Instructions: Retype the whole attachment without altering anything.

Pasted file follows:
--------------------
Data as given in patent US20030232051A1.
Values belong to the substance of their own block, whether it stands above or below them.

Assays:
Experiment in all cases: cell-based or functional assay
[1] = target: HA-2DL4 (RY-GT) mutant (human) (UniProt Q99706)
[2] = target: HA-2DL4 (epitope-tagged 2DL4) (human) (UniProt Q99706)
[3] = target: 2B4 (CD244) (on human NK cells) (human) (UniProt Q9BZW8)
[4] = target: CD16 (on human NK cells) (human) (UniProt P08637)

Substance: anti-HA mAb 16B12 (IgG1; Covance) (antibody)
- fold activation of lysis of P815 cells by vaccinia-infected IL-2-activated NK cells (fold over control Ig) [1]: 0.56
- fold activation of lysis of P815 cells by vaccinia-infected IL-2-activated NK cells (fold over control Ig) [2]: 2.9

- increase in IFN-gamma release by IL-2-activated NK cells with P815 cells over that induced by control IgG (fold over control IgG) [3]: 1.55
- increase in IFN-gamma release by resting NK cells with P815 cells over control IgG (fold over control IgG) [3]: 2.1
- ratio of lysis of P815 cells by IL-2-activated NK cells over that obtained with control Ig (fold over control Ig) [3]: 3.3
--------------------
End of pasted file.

Data as given in patent US20030232051A1.
Values belong to the substance of their own block, whether it stands above or below them.

Assays:
Experiment in all cases: cell-based or functional assay
[1] = target: HA-2DL4 (RY-GT) mutant (human) (UniProt Q99706)
[2] = target: HA-2DL4 (epitope-tagged 2DL4) (human) (UniProt Q99706)
[3] = target: 2B4 (CD244) (on human NK cells) (human) (UniProt Q9BZW8)
[4] = target: CD16 (on human NK cells) (human) (UniProt P08637)

Substance: anti-HA mAb 16B12 (IgG1; Covance) (antibody)
- fold activation of lysis of P815 cells by vaccinia-infected IL-2-activated NK cells (fold over control Ig) [1]: 0.56
- fold activation of lysis of P815 cells by vaccinia-infected IL-2-activated NK cells (fold over control Ig) [2]: 2.9

- increase in IFN-gamma release by IL-2-activated NK cells with P815 cells over that induced by control IgG (fold over control IgG) [3]: 1.55
- increase in IFN-gamma release by resting NK cells with P815 cells over control IgG (fold over control IgG) [3]: 2.1
- ratio of lysis of P815 cells by IL-2-activated NK cells over that obtained with control Ig (fold over control Ig) [3]: 3.3